Where an option to tax is in place, VAT will be chargeable on the purchase price – you can recover such VAT by putting in place your own option to tax; it will still have cashflow implications and it is important to remember the Stamp Duty Land Tax will be calculated on the VAT inclusive amount. Where you make your own option to tax you will be able to recover the VAT charged on the sale and on any works you undertake to the property, but you must then charge VAT on the rent, which in turn may make your property less attractive, particularly to tenants that will not be registered for VAT (for example, charities, educational bodies, medical/care businesses and financial services) Existing tenants Due diligence should also uncover any issues with tenancy agreements and the length of time an existing tenant may have on their lease. Obviously if the lease has a long time to run then your options for making changes are limited accordingly. Commercial properties are more susceptible to economic change so it is a good idea to ensure the building and tenants are flexible enough to adapt should the need arise. Debt Being able to service debt is a key requirement of commercial property transactions, and banks will secure debt against the property in order to recoup the money. If a tenant is already in place in the property then the income stream may be more secure, although tenancies may not always be desirable. Debt management has become an increasingly common problem on the high street as retailers struggle to survive, and even after a business has gone under (such as BHS a few years ago) their properties will often remain empty for some time. Ownership Talk to your legal and financial advisers to consider the most appropriate means of ownership. This could be through a limited company, a pension fund or as an individual. Ownership by an individual will give rise to a personal tax liability each year as any income in excess of the interest elements of mortgage repayments (if any) will be subject to the relevant rates of income tax.
Holdings within a limited company will be subject to a lower rate of Corporation Tax (typically 19%), however other taxes such as Stamp Duty Land Tax and Capital Gains Tax will need consideration if existing properties owned personally are to be moved into a limited company. Ownership through a pension scheme is a popular option and the transfer of an existing commercial property to a pension scheme can be attractive as the income is ring-fenced within the pension fund and the income only taxable on the recipient of the fund when the pension is drawn down. If there are any borrowings secured on the property this can cause issues in transferring to a pension fund and lenders may seek alternative means of security against the existing debt. Failing to consider your future intentions To go back to the first point made in this article – failing to think about your ultimate objective for the property will impair your chances of making a successful return on the project. Is it a long- or short-term venture? Is it a one-off sale? Professionals such as solicitors and financial advisers will help by flagging up possible pitfalls and helping you with due diligence and negotiating your way through documentation. The days are long gone when everything can be done on a handshake, so make sure you listen, consult and communicate to determine the most effective course of action. Scrutton Bland have over a hundred years’ experience in working with clients on their business property negotiations, and have specialists in areas such as accountancy, Stamp Duty Land Tax and other areas of tax legislation. For more information contact Ben Cussons , Business Advisory Manager by emailing firstname.lastname@example.org or calling 0330 058 6559 .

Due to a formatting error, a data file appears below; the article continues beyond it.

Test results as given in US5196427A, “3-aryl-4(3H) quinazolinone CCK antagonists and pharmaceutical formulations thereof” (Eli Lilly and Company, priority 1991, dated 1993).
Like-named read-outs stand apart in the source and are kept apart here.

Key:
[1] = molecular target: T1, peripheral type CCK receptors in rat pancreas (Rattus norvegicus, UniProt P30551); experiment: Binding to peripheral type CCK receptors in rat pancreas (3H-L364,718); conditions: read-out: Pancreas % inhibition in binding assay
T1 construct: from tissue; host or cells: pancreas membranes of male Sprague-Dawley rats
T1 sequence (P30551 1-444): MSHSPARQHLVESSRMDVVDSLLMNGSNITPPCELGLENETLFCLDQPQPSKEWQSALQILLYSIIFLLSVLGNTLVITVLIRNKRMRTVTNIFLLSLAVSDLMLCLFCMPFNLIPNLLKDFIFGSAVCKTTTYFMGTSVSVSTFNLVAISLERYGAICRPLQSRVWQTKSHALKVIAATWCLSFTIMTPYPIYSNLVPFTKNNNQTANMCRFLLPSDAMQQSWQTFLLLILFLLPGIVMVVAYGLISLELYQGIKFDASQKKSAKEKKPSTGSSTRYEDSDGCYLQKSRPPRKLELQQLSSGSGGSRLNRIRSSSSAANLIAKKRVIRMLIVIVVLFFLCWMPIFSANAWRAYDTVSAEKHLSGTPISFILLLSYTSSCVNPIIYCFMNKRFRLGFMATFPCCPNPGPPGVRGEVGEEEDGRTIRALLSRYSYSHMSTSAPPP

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Chartering a great service - for the sixth year running
Having a Charter mark from your professional body is the ultimate accolade. It indicates that your organisation has the attained the highest levels of proficiency and quality control in your sector, and that these criteria have been independently assessed. So it was a great pleasure for the team to learn that they had been recently awarded the prestigious Chartered status for financial planning services, for the sixth year running.